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Being diagnosed with cancer often stirs up a lot of different feelings for the patient as well as carers. It is important to realise that there is no right or wrong way of dealing with the diagnosis and the feelings you might experience. Some of the feelings commonly experienced are described below.

Shock

Shock is often the first feeling that is experienced when being diagnosed with cancer. It is hard to believe it is happening to you. This is the sort of thing that happens to other people. People react differently when in shock. Some people want to constantly talk about things, others feel numb and find it very difficult to talk. It can also be difficult to take in much of the information given to you. The staff will be happy to go over things with you as often as you need. You may find it helpful to write things down.

Fear

The word cancer can be very frightening. Many people think of death or pain when they hear the word cancer but this is because of the many myths about the disease. Cancer treatments have greatly improved over the years, and many cancers can be cured. If a cancer cannot be cured, many treatments can help keep the disease controlled allowing people to live as normal life as possible. Many cancer patients are frightened about their cancer treatment, it often helps to discuss these with your doctor or nurse.

Denial

Some people find it difficult to accept the cancer diagnosis at first. They prefer not to know, not to think about it or ask any questions. This can be their way of coping with the news.

Anger

People can feel angry about having been given a cancer diagnosis. Feelings of anger and irritability are not uncommon. At times anger is directed at loved ones and those around you, which can lead to tension. Try and explain how you are feelings to those around you.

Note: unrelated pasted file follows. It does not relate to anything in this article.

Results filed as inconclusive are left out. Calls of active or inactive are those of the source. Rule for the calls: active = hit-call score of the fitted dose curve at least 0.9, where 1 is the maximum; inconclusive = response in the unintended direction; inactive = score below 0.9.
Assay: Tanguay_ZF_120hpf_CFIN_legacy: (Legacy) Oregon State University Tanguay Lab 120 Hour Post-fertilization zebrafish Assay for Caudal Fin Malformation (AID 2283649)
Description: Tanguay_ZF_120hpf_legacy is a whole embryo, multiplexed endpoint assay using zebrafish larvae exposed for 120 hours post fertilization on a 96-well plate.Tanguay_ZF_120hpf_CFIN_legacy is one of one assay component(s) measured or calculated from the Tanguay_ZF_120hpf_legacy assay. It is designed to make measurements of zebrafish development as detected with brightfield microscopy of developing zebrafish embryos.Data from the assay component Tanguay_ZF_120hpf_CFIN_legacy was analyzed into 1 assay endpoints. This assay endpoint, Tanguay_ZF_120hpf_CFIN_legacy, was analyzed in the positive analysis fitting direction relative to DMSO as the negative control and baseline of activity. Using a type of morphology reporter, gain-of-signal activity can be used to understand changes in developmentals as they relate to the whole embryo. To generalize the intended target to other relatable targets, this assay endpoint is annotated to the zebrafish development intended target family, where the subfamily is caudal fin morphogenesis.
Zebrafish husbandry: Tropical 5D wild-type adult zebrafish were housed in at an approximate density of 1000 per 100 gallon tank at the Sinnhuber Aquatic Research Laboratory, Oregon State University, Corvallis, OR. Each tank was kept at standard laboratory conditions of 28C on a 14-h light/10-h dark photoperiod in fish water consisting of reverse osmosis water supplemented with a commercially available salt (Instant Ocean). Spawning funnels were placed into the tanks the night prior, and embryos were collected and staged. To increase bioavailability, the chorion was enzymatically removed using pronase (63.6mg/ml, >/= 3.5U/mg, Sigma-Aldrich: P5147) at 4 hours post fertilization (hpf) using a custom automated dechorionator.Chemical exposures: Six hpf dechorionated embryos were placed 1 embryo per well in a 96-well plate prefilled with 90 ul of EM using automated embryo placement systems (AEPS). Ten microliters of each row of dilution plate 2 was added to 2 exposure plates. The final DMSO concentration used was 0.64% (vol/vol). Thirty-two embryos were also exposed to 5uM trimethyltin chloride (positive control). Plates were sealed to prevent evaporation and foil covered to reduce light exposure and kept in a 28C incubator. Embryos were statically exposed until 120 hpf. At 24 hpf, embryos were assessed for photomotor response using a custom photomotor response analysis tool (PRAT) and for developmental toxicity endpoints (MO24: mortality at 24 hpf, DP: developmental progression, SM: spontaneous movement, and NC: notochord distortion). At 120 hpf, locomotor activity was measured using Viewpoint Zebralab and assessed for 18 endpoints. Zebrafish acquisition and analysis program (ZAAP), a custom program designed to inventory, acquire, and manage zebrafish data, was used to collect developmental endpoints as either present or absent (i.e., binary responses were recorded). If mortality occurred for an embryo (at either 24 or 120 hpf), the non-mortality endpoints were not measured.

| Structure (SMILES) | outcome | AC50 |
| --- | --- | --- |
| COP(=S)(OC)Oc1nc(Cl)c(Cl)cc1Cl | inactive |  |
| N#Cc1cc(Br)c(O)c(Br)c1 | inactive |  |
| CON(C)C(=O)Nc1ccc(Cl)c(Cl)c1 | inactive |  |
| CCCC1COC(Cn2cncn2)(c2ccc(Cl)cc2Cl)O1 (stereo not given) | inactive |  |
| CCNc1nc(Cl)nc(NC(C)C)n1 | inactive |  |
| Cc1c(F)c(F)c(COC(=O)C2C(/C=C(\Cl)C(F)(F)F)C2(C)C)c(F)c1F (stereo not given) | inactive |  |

Withdrawal

You may feel you want to shut out the world and take your time to come to terms with what is happening. You may feel you just want to be left alone. Try and let people around you know that you need time alone, so they can understand what you are feeling.

Coping

Sometimes it can be difficult to cope with the smallest of things. These may be physical such as shopping or ironing. Sometimes it is the emotions you are experiencing you find difficult. Friends and family will ask to help and often they are pleased to do so. You may however feel that you would prefer to access help elsewhere. 

All of the feelings mentioned are normal. You may experience one of them or a mixture of them. Whatever you are feeling it is important to remember that support is available. If you don't feel that you want to talk to family or friends you may wish to talk to a healthcare professional, such as your GP or specialist nurse. Alternatively, you may prefer to see a counsellor at your GP practice or the oncology counsellor here at the hospital. 

Oncology Counsellor at Southend Hospital
01702 385190 - you will need a referal from your specialist cancer team.

Cancer Support Centre - Helen Rollason provides counselling and complementary therapy at St Lukes Community Centre, St Lukes Road, Southend SS2 4AB. To book an appointment pleae call 07876 896958 or email southend@helenrollason.org.uk

You can also access individual counselling of group therapy via:

Therapy for you
Call: 01268 739128
Web:Therapyforyou.co.uk

Get self help

You can always pop into the Macmillan information and support centre and speak to one of the volunteers or staff. 

When your treatment is over

Although it may be a relief not coming to the hospital so frequently, it is also not unusual for some people to feel alone and possibly find that they have some difficulty coping. Quite suddenly life is expected to carry on as before, but in reality you may feel that you are a different person. You may feel physically tired and weak and emotionally drained.

Please see our calendar for events that might be of use to you.

For general Cancer advice or more information

You can speak speak to a specialist cancer nurse at Macmillan on 0808 808 0000 (Mon-Fri, 9am - 8pm) or Cancer Research on 0808 800 4040 or visit macmillan.org.uk or cancer research

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